Five things you should know before starting your work day on Dec. 21

Canada isn't keeping up with other nations in taking advantage of the resources in the far north.

Good morning! Today, we have stories on two divergent sectors, oil and green industries. And a few personal finance pieces: one on deferring the OAS benefit, one on the outlook for the housing market in 2019, and how to invest in a down market. And please note that the Financial Post newsletter will be on hiatus until Jan. 3. We’ll see you then!


Canada has put the Arctic “in a snow globe” as it freezes oil and gas development just as Norway and Russia accelerate theirs. While other countries see the Arctic as an economic generator, Canada has taken a step back, which some say is a missed opportunity. In part two of this three-part series, Geoffrey Morgan discusses the “painful irony” that the Beaufort Sea has 56 trillion cubic feet of natural gas and 8 billion barrels of oil, yet ships its needs up from the southern edges of Canada.


Here’s what retirees need to know if they plan to defer Old Age Security benefits until 70. Jonathan Chevreau reveals that although deferral covers some longevity risk, life expectancy may be shorter than expected — so he gives up a little-known tip about how to get a retroactive one-year’s lump-sum payment.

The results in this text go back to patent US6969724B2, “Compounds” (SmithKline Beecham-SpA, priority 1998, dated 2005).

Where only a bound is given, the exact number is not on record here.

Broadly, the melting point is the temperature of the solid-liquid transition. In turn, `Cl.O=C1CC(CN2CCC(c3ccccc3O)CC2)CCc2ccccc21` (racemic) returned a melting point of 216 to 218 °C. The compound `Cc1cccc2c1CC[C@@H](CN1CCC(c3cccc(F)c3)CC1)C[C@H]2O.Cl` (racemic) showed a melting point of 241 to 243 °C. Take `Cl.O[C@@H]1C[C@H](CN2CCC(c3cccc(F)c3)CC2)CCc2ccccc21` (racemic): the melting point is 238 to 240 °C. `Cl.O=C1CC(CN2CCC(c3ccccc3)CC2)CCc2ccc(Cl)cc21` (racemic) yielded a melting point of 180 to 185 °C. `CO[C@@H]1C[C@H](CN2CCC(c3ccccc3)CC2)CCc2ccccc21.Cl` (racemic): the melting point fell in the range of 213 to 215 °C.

Canada’s housing market correction isn’t over, analysts say. We take a look at what to expect in four markets. The higher interest rates and mortgage stress tests will further dampen real estate, Irene Galea writes. “Young people have to be prepared to live in townhouses and duplexes, and maybe even condominiums,” says Don McClintock, president of the Vancouver Island Real Estate Board. “We’re going to have to change our expectations….”


In our Investing Outlook 2019 video, WestCourt Capital CEO David Kaufman tells Larysa Harapyn that now, “Volatility is something you have to live with.” His advice is to hope for the best, and prepare for the worst for the coming year. Clients are saying “Now I’m scared. I thought I was ready for this kind of volatility, but now I’m feeling quite uncomfortable.” Here’s how he tries to make them comfortable.


StatCan just exposed how worthless “green” industries are to Canada’s economy. Phillip Cross recounts some numbers from the Environmental and Clean Technology Accounts: Green industries accounted for 3.1% of GDP in 2017 — relatively stable since 2007. The sector stagnated for 10 of the biggest years for pro-green policies and against historically slow growth in the rest of the economy. It contributed just 1.6% of total jobs. If this is the future, the grass doesn’t look that much greener …